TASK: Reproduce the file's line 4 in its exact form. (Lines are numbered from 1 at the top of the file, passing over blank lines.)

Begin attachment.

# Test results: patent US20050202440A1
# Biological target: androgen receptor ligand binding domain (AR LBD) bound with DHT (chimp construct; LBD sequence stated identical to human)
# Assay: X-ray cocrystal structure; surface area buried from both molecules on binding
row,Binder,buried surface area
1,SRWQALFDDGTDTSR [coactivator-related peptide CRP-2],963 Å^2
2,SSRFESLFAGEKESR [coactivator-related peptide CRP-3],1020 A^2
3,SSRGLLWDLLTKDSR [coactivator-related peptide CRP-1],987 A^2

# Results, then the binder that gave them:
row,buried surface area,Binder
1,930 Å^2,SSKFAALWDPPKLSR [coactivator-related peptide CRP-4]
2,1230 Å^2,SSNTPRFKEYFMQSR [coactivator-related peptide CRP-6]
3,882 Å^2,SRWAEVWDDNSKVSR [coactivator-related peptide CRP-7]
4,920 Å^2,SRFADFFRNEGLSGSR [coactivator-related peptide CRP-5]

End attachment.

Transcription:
row,Binder,buried surface area